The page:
# Another Color Wheel

Some time ago, I had the opportunity to work on a problem involving the color wheel.  The requirements for that problem lent themselves to a solution involving bitwise operations (which you can read here).

I recently came across a new problem involving the color wheel.  This time the requirements and solution are different than the last.  So what better opportunity than the present to write about it.

This time we are presented with a variation where we have been introduced to a group.  The group has various colors.  Given a group, I need to find the other groups that contain a color that the given group does not contain.

Frankly, the solution to this problem is far easier than I initially set out to make it.  Memory being as it is, I did the same thing with the Color Wheel the last time.  I had to revisit that one and update that solution.

This time around, I have simplified the solution prior to writing about it.  That said, somebody will probably show me an easier way to solve it.

### Setup

Here is the table with the data that we will be using.

 Groups Colors Numbers A RED 1 A GREEN 2 A BLUE 3 B RED 1 B YELLOW 4 C BLUE 3

### Solution

I elected to utilize a CTE rather than formalize a table for the extraction of this sample.  The following solution will thus be using that CTE rather than a table.

 Code block
```DECLARE @startgroup CHAR(1) = 'B'
;
WITH colorwheel (Groups,Colors,Numbers) AS (
SELECT 'A', 'RED', 1
UNION ALL
SELECT 'A', 'GREEN', 2
UNION ALL
SELECT 'A', 'BLUE', 3
UNION ALL
SELECT 'B', 'RED', 1
UNION ALL
SELECT 'B', 'YELLOW', 4
UNION ALL
SELECT 'C', 'BLUE', 3
)

SELECT Groups,COLORS, cw.NUMBERS
FROM colorwheel cw
WHERE cw.Numbers NOT IN (SELECT Numbers FROM colorwheel WHERE Groups = @startgroup)```

Notice the use of a subquery.  This subquery represents a derived table of Color IDs (since the Numbers column is representative of IDs of the colors).  This is the set of data we want to compare against.  If the color is in this derived table, then we do not want that data in our final result set.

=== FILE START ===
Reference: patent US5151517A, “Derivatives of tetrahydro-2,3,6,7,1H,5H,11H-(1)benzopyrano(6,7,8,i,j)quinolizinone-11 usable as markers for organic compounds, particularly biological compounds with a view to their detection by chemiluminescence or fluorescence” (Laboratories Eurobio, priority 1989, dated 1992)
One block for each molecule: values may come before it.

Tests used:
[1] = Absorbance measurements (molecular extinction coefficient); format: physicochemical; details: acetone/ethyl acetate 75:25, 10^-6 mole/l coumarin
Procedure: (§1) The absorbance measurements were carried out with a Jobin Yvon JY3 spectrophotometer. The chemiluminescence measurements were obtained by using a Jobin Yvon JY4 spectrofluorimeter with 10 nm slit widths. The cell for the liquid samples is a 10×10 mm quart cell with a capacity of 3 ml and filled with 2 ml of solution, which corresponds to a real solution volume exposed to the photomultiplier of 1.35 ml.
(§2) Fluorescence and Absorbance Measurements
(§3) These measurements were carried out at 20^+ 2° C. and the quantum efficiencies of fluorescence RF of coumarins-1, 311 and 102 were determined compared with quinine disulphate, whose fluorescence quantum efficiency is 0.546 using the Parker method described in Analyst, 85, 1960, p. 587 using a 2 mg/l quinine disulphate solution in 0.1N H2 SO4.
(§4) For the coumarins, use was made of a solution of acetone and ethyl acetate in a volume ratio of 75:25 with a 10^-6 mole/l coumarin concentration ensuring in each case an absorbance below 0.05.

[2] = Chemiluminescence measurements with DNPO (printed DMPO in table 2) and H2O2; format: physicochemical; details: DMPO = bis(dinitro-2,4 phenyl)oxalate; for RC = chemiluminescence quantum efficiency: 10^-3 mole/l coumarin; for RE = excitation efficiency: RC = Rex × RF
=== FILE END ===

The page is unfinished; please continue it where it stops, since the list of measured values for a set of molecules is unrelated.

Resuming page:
With this setup, I can change the group via the @startgroup variable.  I can now meet the criteria thanks to the “NOT IN” and only produce those groups and color combinations that do not exist in the provided group/starting group.

See, it really is not too difficult.  Breaking down what the requirements are, we can simplify the query and produce the desired results.

## SQL RNNR

##### Posted by Joe Celko on 9 November 2011

>>  The requirements for that problem lent themselves to a solution involving bitwise operations (which you can read here). <<

We do not do bit operations in SQL; that was low-level assembly language programming and it has no place in RDBMS. Shame on you!

Please post DDL, so that people do not have to guess what the keys, constraints, Declarative Referential Integrity, data types, etc. in your schema are. Please learn to follow ISO-11179 data element naming conventions and formatting rules. Temporal data should use ISO-8601 formats. Code should be dialect free. Here is my guess at what you might have meant:

CREATE TABLE ColorWheel

(group_name CHAR(1) NOT NULL,

color_name VARCHAR(12) NOT NULL,

PRIMARY KEY (group_name, color_name));

That color number you had is redundant. Why dpo you have Normalizations?  The right ay would be a Land or Pantone look up table using those codes. But let's stick with the name as part of the key. Let's use the modern row consructors:

INSERT INTO ColorWheel

VALUES

('A', 'RED'), ('A', 'GREEN'), ('A', 'BLUE'),

('B', 'RED'), ('B', 'YELLOW'), ('C', 'BLUE');

>> produce those groups and color combinations that do not exist in the provided group/starting group. <<

That is a set operation, so use set operators.

SELECT X.group_name, X.color_name

FROM (SELECT group_name, color_name

FROM ColorWheel AS CW1

EXCEPT

SELECT group_name, color_name

FROM ColorWheel AS CW2

WHERE group_name = @in_search_group)

AS X(group_name, color_name);

##### Posted by Jason Brimhall on 9 November 2011

Frankly Celko, this was an answer to a forum question.  And as I stated - this was to illustrate the example and formal DDL was not used intentionally.  NOTE the use of the CTE.

##### Posted by JD on 9 November 2011

Celko's solution doesn't return the correct answer.  Seriously, does this guy know anything?

##### Posted by Jason Brimhall on 9 November 2011

@Ray - I know where he is coming from with his post.  He does know quite a bit.  Some times his comments come off the wrong way ;)